The First Step Into Emotional Intelligence…
Leadership is … the ability and willingness to influence others, and be influenced by them, in order to develop people’s genius within, while delivering business results.
Self-awareness is … knowing your strengths and limitations, the willingness to seek out and act on feedback, the willingness to admit mistakes and the ability to reflect on how one’s actions impact others.
Leadership and Management are different – and complimentary.
- Leadership is about getting things right – like strategy, values, vision, mission.
- Management is teaching ordinary people how to do the right things exceptionally well – consistently – and on time.
Leadership for Einstein’s methods apply to both leaders and managers.
- To start elevating your emotional intelligence, complete the leader self- assessment in the following pages to get some insights into your leader/ manager styles.
Because the first small step to improving your leader competence is to become aware of your impact on others.
“We can’t solve problems by using the same kind of thinking we used when we created them.” — Albert Einstein
Some key principles:
- Leadership and management must go hand in hand.
- Workers need their managers not just to assign tasks but also to define purpose.
- Managers must organize workers, not just to maximize efficiency, and also to nurture skills, develop talent and inspire results.
Leaders’/Managers’ Achilles’ Heel – Lack of Self-Awareness & the Dunning-Kruger Effect
The Dunning-Kruger effect is the phenomenon wherein people who have little knowledge tend to think that they know more than they do, while others who have much more knowledge tend to think that they know less than they actually do.
Dunning and Kruger were awarded a 2000 Nobel Prize for their work.
The phenomenon was demonstrated in a series of experiments at Cornell University. Their results were published in the Journal of Personality and Social Psychology in December 1999.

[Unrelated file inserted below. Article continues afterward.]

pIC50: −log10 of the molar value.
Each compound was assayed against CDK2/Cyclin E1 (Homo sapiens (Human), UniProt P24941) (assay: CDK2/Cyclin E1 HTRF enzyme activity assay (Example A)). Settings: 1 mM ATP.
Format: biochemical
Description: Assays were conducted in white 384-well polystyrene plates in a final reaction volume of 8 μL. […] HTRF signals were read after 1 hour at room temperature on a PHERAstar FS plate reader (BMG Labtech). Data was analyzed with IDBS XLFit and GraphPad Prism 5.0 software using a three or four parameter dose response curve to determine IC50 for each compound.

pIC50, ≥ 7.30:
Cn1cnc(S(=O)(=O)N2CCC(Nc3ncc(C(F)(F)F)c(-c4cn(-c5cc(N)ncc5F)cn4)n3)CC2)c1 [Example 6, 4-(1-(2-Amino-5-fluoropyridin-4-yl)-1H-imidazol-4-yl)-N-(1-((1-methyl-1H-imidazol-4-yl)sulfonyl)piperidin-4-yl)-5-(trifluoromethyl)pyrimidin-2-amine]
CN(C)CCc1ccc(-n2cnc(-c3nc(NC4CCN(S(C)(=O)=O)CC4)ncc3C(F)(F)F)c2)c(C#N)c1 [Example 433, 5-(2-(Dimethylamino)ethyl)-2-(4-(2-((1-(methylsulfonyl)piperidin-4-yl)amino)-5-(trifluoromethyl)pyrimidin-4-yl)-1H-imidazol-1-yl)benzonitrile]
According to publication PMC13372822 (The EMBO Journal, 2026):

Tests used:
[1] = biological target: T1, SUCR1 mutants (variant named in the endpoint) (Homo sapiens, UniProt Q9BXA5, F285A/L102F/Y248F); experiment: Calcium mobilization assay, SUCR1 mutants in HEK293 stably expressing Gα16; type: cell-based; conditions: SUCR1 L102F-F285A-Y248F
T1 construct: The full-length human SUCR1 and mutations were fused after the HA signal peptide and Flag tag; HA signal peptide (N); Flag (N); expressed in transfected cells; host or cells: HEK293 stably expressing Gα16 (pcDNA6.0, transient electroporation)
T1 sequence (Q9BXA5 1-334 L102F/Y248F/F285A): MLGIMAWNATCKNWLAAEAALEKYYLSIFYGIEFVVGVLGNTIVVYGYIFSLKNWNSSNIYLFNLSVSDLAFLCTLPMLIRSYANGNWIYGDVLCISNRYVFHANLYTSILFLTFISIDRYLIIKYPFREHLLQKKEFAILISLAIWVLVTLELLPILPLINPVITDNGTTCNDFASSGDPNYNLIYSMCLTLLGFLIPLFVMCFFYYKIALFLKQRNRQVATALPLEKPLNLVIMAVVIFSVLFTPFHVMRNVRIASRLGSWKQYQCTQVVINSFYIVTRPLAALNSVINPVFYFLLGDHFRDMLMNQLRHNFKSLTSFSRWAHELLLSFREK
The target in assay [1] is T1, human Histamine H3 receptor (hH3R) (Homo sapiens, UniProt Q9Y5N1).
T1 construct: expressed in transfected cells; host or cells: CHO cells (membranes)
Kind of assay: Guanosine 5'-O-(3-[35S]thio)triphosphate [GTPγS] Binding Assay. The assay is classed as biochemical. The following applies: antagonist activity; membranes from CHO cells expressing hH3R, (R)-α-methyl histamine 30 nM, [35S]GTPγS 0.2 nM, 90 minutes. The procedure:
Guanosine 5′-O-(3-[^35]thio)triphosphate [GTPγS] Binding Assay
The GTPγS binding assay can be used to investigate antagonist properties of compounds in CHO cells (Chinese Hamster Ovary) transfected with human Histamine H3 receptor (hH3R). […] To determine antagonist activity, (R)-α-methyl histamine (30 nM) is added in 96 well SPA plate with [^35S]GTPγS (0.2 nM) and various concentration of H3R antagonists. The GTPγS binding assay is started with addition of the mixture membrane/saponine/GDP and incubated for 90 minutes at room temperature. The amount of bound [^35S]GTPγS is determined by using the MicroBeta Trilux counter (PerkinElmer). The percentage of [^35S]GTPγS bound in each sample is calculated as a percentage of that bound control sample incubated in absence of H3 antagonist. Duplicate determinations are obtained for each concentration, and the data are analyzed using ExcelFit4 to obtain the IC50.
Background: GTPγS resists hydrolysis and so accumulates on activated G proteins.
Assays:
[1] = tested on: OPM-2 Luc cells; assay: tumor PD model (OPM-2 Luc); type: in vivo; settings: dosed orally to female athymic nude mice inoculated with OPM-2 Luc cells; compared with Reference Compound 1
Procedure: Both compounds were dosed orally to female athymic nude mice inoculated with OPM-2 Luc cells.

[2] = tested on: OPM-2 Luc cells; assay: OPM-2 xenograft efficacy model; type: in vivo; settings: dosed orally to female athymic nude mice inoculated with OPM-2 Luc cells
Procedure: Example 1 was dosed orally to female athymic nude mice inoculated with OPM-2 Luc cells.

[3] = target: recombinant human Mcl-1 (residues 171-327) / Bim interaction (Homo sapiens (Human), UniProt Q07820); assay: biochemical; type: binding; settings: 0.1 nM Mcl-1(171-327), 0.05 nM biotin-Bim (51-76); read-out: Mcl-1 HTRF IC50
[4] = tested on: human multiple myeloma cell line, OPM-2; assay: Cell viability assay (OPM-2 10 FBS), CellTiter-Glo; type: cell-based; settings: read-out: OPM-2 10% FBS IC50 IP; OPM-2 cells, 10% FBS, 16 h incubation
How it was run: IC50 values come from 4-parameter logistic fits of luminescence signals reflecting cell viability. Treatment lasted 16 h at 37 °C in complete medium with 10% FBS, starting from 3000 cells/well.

Dunning–Kruger noted that in many skill areas “ignorance more frequently begets confidence than does knowledge.
They hypothesized that with a typical skill, which people may possess in greater or lesser degree:
- Incompetent individuals tend to overestimate their own level of skill.
- Incompetent individuals fail to recognize genuine skill in others.
- Incompetent (skill specific) individuals fail to recognize the degree of their inadequacy.
- If they can be trained to substantially improve their own skill level, these people can recognize and acknowledge (become more self-aware of) their own previous lack of skill.
In a series of studies, Kruger and Dunning examined self-assessments of logical reasoning skills, grammatical skills, and humor.
After being shown their test scores, the subjects were again asked to estimate their own rank.
- The (skill specific) competent group accurately estimated their rank.
- The (skill specific) incompetent group still over-estimated their own rank.
As Dunning and Kruger noted:
“People with true knowledge tended to underestimate their (skill specific) competence. A follow-up study suggests that grossly incompetent students improve both their skill level and their ability to estimate their class rank only after extensive, intensive tutoring in the skills they had previously lacked.”